Development of the Gastrointestinal Microbiome

The gut is colonized by bacteria from the moment of birth, rapidly achieving concentrations of up to 1012 organisms per gram of luminal contents in the colon.8 Many factors influence the composition of the infant gut microbiota and the potential functional outcomes following colonization (reviewed in Borre et al9). For example, infants born by vaginal delivery are colonized by the maternal microbiome (eg, fecal and vaginal bacteria), whereas infants born by cesarean delivery are exposed to different commensals from the skin and hospital environment.10?12 Infant diet also impacts the microbiome such that the diet of the breast fed infant differs from those fed with infant formula.13

The gut microbiome contributes to the early programming of epithelial barrier function, angiogenesis, and innate and host immune function.14 Delayed intestinal bacterial colonization such as occurs in GF mice can have prolonged, lifelong influence on the immune system with aberrant development of the innate immune system and altered immunoregulatory responses later in life.15?17 Similarly, in humans, alterations in the pattern of GI colonization are thought to have long-term consequences on immune function. Children born by caesarean section or who receive antibiotics during infancy have a higher incidence of allergy.18,19 The infant transitions towards a more typical adult microbiome with weaning and by 2 years of age the microbiome is similar to that of adults.20

Microbiota-Gut-Brain Axis

The microbiome can influence both peripheral and central neurological activity by a variety of mechanisms (Figure). It has long been recognized that the presence of bacteria within the GI lumen can influence myoelectric activity. The introduction of bacteria to GF rats increases slow wave frequency and promotes aboral propagation of the migrating motor complex.21 Bacterial-derived endotoxins, such as lipopolysaccharides, alter gut motility by activating the enteric nervous system, and bacterial derived peptides such as formyl-methionyl-leucyl-phenalanine have been shown to stimulate primary afferent nerves.21 Some bacterial derived products may have direct effects on enteric nerves but epithelial cell interactions may also be required for activity. For example, microvesicles derived from Bacteroides fragilis increase excitability of myenteric intrinsic primary afferent neurons when applied to the mucosal surface but have no effect when applied directly to the myenteric plexus neurons indicating that bacteria or their components may communicate with local neurons indirectly through signals generated in the epithelium.22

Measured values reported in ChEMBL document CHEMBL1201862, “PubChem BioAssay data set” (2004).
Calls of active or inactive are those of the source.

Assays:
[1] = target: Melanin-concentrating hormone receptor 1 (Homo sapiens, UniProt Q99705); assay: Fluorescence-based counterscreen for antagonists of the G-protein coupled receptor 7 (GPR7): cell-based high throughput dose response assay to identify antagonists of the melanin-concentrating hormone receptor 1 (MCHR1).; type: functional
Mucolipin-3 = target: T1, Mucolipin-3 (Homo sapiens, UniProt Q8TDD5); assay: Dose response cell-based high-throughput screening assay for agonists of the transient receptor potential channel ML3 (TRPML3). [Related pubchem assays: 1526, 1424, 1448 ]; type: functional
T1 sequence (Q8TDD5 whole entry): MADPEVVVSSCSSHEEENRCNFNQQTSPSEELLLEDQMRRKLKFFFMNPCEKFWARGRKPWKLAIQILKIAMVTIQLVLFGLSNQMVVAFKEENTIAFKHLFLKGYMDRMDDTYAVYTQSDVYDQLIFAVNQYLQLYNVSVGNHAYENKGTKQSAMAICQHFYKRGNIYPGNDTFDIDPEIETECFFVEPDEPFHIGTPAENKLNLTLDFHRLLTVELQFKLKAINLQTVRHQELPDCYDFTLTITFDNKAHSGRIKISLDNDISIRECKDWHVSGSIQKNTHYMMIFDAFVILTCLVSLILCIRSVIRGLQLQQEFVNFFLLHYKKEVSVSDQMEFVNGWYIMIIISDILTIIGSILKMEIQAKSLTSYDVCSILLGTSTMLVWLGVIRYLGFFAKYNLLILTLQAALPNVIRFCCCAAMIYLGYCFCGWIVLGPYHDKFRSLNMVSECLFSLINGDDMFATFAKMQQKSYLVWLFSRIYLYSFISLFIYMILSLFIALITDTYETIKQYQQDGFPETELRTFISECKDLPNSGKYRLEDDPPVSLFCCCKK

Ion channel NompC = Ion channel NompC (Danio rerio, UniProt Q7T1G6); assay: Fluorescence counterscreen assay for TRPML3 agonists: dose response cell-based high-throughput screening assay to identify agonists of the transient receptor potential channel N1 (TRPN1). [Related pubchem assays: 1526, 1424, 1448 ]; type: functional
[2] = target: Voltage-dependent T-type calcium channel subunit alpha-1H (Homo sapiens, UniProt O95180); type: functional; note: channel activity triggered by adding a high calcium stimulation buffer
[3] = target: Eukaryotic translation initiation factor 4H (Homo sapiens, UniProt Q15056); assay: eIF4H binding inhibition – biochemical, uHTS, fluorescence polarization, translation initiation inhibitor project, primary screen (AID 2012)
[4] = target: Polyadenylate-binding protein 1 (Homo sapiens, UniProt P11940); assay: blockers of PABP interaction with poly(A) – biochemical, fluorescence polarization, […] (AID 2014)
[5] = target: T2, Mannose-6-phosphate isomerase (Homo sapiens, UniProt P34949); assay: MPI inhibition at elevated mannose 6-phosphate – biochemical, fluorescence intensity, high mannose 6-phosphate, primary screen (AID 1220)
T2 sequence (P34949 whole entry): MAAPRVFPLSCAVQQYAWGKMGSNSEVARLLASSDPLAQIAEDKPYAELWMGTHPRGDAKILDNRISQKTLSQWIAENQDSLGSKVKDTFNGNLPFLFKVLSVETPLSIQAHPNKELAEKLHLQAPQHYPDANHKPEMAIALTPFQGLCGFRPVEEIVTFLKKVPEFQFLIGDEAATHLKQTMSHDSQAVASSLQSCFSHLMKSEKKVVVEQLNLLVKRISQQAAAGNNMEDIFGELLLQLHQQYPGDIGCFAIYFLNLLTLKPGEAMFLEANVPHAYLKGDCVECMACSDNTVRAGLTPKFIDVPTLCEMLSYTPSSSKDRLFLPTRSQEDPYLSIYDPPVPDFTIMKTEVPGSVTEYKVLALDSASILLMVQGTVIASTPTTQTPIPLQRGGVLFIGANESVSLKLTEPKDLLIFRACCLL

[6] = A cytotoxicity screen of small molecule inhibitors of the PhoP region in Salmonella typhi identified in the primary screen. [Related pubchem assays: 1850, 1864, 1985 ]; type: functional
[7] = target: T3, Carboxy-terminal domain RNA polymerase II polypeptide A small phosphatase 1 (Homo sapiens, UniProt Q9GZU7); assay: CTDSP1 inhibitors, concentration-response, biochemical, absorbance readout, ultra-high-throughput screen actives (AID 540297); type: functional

Bacterial products have also been shown to have profound effects on behavior. In mice, maternal immune activation (MIA) with the viral mimic poly I:C (polyinosinic:polycytidylic acid) during pregnancy yields offsprings that exhibit behavioral symptoms of autism. Treatment with B. fragilis ameliorates some of these behavioral changes in the offspring.23 Identification of changes in the serum metabolome associated with such treatment led to the identification of several bacterial metabolites that could explain this effect. Administration of one candidate bacterial metabolite, 4-ethylphenylsulfate to naive mice induced anxiety-like behaviors, similar to those in the mice from the MIA mothers. This suggests that circulating bacterial metabolites may mediate changes in behavioral state.

The brain may also modulate the composition of the gut microbiota. Restraint stress is shown to disrupt the microbiome in mice leading to an increase in colonization by Citrobacter rodentium, possibly by altering the local mucosal microenvironment, so that bacterial adherence patterns change.24,25 More recently, it was demonstrated that exposure to as little as 2 hours of a social stressor (placement of a young C57BL/6 mouse in a cage with an aggressive older CD-1 mouse) altered composition of the colonic mucosa-associated microbiota.26 The mechanisms causing these changes are yet to be elucidated but such a rapid change is likely mediated by changes in bacterial adhesion, mediated by either endocrine or neuronal effects on the GI mucosa (Figure).

In summary, there are complex interactions between the microbiome, gut and brain increasingly discussed in the context of the “microbiota-gut-brain axis.” Bidirectional communications occur where the microbiota influences the host and the host alters microbiota composition. These interactions are modulated at the level of the GI mucosa, and via the modulation of local neural, endocrine, or immune activity; as well as by the production of factors transported through the circulatory system (Figure).